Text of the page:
Please use this identifier to cite or link to this item: https://hdl.handle.net/10356/138966
Title: Ultrafast hydrothermal assembly of nanocarbon microfibers in near-critical water for 3D microsupercapacitors
Authors: Zhai, Shengli
Wei, Li.
Karahan, Huseyin Enis
Wang, Yanqing
Wang, Chaojun
Montoya, Alejandro
Shao, Qian
Wang, Xin
Chen, Yue
Keywords: Engineering::Chemical engineering
Issue Date: 2018
Source: Zhai, S., Wei, L., Karahan, H. E., Wang, Y., Wang, C., Montoya, A., . . . Chen, Y. (2018). Ultrafast hydrothermal assembly of nanocarbon microfibers in near-critical water for 3D microsupercapacitors. Carbon, 132, 698-708. doi:10.1016/j.carbon.2018.02.089
Journal: Carbon
Abstract: Translating the advantages of carbon nanomaterials into macroscopic energy storage devices is challenging because the desirable nanoscale properties often disappear during assembly processes. Here we describe a new nonequilibrium subcritical hydrothermal method capable of independently manipulating the temperature and pressure to create unique assembly conditions crossing the commonly used liquid-vapor boundary. Highly conductive and dense-packed yet ion-accessible nanocarbon microfibers can be obtained from graphene oxide sheets, single-walled carbon nanotubes, and a nitrogen-doping crosslinker under 20 min of hydrothermal assembly, 80% energy saving compared to standard hydrothermal methods, and one of the shortest time in the field of hydrothermal processing of carbon nanomaterials. Using those microfibers, we built microsupercapacitors that reach a high volumetric capacitance of 52 F cm−3, energy density of 7.1 mWh cm−3, and power density of 1645.7 mW cm−3, respectively. We further demonstrate the 3D integration of multiple fiber microsupercapacitors that reduces the device footprint by 75% while expanding the operational voltage and current window. This strategy is a promising tool for harmoniously assembling carbon nanostructures as energy storage components for various energy applications.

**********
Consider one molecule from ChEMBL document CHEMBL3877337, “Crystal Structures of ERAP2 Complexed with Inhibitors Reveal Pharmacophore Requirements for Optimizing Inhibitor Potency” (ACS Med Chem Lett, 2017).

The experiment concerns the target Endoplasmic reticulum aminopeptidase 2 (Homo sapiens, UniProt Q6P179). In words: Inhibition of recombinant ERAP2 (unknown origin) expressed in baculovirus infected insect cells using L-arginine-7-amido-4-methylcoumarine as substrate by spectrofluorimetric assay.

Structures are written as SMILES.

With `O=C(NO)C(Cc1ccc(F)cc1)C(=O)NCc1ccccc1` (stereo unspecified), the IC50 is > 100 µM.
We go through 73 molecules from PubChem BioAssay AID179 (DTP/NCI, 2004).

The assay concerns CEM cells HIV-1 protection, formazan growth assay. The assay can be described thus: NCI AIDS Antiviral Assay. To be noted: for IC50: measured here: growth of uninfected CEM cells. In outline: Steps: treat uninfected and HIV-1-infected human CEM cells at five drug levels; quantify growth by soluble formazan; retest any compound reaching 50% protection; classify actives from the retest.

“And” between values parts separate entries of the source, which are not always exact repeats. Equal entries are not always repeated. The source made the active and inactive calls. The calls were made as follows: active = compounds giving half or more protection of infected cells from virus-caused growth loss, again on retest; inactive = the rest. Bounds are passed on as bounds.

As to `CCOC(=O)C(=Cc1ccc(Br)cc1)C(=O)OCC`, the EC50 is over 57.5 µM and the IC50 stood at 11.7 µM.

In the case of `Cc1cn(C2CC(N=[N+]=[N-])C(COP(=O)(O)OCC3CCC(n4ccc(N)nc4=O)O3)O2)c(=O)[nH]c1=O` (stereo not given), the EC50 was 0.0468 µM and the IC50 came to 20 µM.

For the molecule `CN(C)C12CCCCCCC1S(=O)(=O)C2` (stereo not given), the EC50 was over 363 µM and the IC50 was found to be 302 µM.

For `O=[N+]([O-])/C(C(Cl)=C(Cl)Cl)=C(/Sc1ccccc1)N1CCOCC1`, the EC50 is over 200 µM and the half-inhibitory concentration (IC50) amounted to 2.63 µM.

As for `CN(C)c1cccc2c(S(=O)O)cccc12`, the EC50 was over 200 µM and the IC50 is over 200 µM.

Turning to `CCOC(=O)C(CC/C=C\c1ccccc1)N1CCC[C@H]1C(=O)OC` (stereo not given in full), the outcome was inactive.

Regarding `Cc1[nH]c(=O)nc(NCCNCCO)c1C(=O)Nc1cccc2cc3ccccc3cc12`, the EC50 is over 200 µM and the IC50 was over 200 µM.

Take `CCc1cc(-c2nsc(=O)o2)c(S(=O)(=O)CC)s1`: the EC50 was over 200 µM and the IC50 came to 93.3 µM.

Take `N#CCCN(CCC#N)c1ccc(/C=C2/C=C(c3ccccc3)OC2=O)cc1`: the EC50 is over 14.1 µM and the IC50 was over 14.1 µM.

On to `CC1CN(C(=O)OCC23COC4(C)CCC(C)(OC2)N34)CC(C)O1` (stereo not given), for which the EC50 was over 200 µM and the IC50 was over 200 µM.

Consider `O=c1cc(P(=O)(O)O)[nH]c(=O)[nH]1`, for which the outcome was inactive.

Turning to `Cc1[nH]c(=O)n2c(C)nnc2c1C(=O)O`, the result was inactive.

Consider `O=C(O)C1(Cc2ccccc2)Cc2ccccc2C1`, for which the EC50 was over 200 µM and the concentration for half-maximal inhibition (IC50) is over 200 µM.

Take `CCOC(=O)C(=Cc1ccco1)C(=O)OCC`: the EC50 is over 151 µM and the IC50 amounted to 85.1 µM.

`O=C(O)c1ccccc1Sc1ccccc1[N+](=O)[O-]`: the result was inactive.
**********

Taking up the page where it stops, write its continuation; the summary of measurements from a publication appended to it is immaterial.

URI: https://hdl.handle.net/10356/138966
ISSN: 0008-6223
DOI: 10.1016/j.carbon.2018.02.089
Rights: © 2018 Elsevier Ltd. All rights reserved
Fulltext Permission: none
Fulltext Availability: No Fulltext
Appears in Collections:SCBE Journal Articles

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